"We did not know the chancellor wanted to have a graduate school of journalism when we did our five-year plan," said Emma Espino Macari, vice chancellor of facilities planning, construction, and management for the university.

So last spring, when Goldstein's office announced the creation of the new CUNY Graduate School of Journalism, the facilities team had to add one more task to its list. And it has moved quickly on it.

Preconstruction work began earlier this year, and pending final permits, construction was slated to start in March on the $10.7 million project that will build out space that could not be more fitting for the new program. The school will occupy 57,099 sq. ft. on the third and fourth floors of the former headquarters of the New York Herald Tribune on West 41st Street, where a CUNY research foundation occupies most of the rest of the building and will remain in place.

And rising beside it is a 52-story tower that will be the new headquarters for the New York Times Co.

Build-out of the space will create classrooms, administrative and faculty offices, a newsroom, TV and radio studios, and editing rooms, said Mark Varian, president of John Gallin & Son of New York, which is construction manager for the project.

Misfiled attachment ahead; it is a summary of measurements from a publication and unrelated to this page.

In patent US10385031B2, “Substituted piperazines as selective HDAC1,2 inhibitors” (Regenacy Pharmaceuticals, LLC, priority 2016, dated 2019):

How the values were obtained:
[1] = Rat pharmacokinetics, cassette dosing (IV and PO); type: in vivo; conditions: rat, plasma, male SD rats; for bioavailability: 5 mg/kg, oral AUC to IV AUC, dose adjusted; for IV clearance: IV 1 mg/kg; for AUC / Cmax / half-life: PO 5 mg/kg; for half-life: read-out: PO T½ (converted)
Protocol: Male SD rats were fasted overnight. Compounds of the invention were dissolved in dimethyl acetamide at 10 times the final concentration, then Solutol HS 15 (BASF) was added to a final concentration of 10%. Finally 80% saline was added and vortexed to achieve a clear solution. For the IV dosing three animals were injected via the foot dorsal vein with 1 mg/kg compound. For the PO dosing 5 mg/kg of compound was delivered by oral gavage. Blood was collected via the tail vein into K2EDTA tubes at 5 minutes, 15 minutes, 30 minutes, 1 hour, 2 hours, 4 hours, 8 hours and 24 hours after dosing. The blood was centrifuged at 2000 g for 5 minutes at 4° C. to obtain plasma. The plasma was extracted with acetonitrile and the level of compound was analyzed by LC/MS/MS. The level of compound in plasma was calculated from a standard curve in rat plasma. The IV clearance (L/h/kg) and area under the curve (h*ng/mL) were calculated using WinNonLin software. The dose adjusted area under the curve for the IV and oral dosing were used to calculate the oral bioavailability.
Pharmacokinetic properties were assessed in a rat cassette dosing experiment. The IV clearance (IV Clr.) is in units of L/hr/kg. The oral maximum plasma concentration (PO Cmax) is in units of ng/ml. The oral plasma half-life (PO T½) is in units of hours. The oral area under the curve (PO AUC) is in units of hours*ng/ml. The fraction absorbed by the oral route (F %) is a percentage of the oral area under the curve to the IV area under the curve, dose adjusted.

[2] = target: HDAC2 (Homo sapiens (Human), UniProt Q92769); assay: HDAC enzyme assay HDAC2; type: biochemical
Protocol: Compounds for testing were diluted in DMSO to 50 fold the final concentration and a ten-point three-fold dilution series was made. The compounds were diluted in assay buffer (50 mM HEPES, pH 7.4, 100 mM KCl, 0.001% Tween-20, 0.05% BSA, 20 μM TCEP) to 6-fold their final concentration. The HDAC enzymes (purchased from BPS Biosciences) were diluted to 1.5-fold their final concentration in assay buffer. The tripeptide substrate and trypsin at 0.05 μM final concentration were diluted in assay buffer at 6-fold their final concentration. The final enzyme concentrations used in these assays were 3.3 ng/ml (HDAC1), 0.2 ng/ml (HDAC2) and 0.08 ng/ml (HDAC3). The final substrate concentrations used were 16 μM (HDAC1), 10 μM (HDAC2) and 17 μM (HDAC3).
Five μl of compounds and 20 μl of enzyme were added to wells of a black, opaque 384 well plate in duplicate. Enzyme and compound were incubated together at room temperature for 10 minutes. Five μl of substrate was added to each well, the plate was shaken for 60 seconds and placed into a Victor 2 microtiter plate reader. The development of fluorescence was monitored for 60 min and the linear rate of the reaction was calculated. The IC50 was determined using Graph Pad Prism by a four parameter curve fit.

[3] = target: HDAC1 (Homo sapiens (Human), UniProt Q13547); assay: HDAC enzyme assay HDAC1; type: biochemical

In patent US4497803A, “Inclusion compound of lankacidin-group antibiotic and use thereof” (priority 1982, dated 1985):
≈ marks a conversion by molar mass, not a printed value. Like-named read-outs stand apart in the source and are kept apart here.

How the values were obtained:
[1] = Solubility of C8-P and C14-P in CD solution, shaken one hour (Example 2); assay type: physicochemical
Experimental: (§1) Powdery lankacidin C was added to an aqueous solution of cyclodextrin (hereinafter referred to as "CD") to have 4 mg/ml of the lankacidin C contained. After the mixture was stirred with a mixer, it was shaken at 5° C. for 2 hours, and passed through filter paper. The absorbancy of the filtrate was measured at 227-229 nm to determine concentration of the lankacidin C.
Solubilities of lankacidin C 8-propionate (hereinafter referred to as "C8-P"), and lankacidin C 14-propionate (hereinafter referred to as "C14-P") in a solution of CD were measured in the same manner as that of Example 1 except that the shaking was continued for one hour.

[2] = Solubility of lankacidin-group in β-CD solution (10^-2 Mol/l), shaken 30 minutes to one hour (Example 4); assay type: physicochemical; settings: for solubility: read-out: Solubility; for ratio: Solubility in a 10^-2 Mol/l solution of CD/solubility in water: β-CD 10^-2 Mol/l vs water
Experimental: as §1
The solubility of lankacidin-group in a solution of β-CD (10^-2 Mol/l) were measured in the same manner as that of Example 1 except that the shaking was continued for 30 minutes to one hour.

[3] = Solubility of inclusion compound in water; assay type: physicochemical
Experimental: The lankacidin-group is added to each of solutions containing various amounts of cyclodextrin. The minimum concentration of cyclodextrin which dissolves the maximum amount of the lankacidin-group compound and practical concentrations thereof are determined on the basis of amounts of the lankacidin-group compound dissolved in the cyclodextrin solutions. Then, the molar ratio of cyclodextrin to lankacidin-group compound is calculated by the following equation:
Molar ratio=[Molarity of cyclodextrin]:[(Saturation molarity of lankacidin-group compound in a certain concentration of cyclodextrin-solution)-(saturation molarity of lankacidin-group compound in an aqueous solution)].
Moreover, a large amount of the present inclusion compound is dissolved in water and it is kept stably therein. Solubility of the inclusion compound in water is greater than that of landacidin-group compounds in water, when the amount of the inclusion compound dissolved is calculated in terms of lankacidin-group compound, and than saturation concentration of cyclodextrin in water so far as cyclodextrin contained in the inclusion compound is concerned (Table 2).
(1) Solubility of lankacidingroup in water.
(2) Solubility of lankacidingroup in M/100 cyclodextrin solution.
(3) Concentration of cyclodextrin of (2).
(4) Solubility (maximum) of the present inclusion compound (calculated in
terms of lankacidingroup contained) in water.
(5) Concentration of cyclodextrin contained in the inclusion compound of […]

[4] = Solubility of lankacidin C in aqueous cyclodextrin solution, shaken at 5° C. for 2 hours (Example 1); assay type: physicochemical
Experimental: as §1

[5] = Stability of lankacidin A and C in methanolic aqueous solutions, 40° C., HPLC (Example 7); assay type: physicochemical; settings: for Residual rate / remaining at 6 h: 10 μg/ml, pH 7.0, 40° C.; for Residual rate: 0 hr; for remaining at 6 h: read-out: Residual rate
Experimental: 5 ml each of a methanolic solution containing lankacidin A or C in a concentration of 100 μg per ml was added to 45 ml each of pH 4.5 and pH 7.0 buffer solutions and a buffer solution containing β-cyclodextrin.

To accommodate soundproofing needed for the studios and editing facilities, the project team will pour a 4-in. concrete slab over the existing floor slab. In some areas where an original two-story-high space was divided to create two floors, the project's engineers expressed concern about the structural integrity of the lighter slab, so the team will instead pour a thinner layer of concrete over soundproofing insulation, Varian said.

On the west side of the old 20-story Herald building, the project team will block windows facing the Times tower, which is rising only 6 in. away. The team must also remove some mechanical equipment and reroute infrastructure piping because of the proximity of the Times tower.

The project entails installation of energy-efficient windows and construction of a staircase linking the two floors. The team will also marry new mechanical, plumbing, and electrical systems with existing utilities in the building. A new air-conditioning system also requires replacing the cooling tower on the roof.

"We are replacing it with new cooling tower cells that are much more up to date and efficient," Varian said.

Construction of the space is slated for completion in late summer. To accommodate the aggressive schedule, Gallin issued separate bid packages in late winter for the windows, staircase, some of the structural work, and the cooling tower.